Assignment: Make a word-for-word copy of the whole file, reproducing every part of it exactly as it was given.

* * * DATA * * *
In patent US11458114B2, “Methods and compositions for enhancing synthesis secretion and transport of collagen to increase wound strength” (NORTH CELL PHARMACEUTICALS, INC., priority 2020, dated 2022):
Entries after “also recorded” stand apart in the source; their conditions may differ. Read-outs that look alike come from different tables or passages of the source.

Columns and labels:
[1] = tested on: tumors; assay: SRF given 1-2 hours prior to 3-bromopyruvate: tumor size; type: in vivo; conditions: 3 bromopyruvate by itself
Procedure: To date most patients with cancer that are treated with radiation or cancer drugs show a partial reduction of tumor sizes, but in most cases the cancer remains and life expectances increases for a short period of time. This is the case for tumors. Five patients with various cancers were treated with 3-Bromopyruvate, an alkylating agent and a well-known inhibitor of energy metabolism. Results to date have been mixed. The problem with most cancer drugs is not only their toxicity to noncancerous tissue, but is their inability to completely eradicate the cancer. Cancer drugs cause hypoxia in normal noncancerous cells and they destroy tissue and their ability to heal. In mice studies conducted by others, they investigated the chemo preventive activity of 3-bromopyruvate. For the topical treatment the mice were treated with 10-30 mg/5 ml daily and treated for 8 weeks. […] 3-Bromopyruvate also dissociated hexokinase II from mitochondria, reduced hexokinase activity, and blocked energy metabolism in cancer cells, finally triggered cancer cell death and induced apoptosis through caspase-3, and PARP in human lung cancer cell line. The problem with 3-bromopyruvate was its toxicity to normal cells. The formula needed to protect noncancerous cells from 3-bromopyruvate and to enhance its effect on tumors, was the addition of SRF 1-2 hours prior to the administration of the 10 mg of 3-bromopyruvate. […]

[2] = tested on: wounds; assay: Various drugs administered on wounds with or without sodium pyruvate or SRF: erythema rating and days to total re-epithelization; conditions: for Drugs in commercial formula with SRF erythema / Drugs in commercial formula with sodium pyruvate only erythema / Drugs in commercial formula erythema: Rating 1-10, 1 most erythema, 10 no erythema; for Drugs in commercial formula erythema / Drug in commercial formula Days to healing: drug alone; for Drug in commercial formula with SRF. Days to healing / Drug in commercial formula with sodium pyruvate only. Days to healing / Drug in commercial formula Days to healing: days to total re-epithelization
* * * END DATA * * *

In patent US11458114B2, “Methods and compositions for enhancing synthesis secretion and transport of collagen to increase wound strength” (NORTH CELL PHARMACEUTICALS, INC., priority 2020, dated 2022):
Entries after “also recorded” stand apart in the source; their conditions may differ. Read-outs that look alike come from different tables or passages of the source.

Columns and labels:
[1] = tested on: tumors; assay: SRF given 1-2 hours prior to 3-bromopyruvate: tumor size; type: in vivo; conditions: 3 bromopyruvate by itself
Procedure: To date most patients with cancer that are treated with radiation or cancer drugs show a partial reduction of tumor sizes, but in most cases the cancer remains and life expectances increases for a short period of time. This is the case for tumors. Five patients with various cancers were treated with 3-Bromopyruvate, an alkylating agent and a well-known inhibitor of energy metabolism. Results to date have been mixed. The problem with most cancer drugs is not only their toxicity to noncancerous tissue, but is their inability to completely eradicate the cancer. Cancer drugs cause hypoxia in normal noncancerous cells and they destroy tissue and their ability to heal. In mice studies conducted by others, they investigated the chemo preventive activity of 3-bromopyruvate. For the topical treatment the mice were treated with 10-30 mg/5 ml daily and treated for 8 weeks. […] 3-Bromopyruvate also dissociated hexokinase II from mitochondria, reduced hexokinase activity, and blocked energy metabolism in cancer cells, finally triggered cancer cell death and induced apoptosis through caspase-3, and PARP in human lung cancer cell line. The problem with 3-bromopyruvate was its toxicity to normal cells. The formula needed to protect noncancerous cells from 3-bromopyruvate and to enhance its effect on tumors, was the addition of SRF 1-2 hours prior to the administration of the 10 mg of 3-bromopyruvate. […]

[2] = tested on: wounds; assay: Various drugs administered on wounds with or without sodium pyruvate or SRF: erythema rating and days to total re-epithelization; conditions: for Drugs in commercial formula with SRF erythema / Drugs in commercial formula with sodium pyruvate only erythema / Drugs in commercial formula erythema: Rating 1-10, 1 most erythema, 10 no erythema; for Drugs in commercial formula erythema / Drug in commercial formula Days to healing: drug alone; for Drug in commercial formula with SRF. Days to healing / Drug in commercial formula with sodium pyruvate only. Days to healing / Drug in commercial formula Days to healing: days to total re-epithelization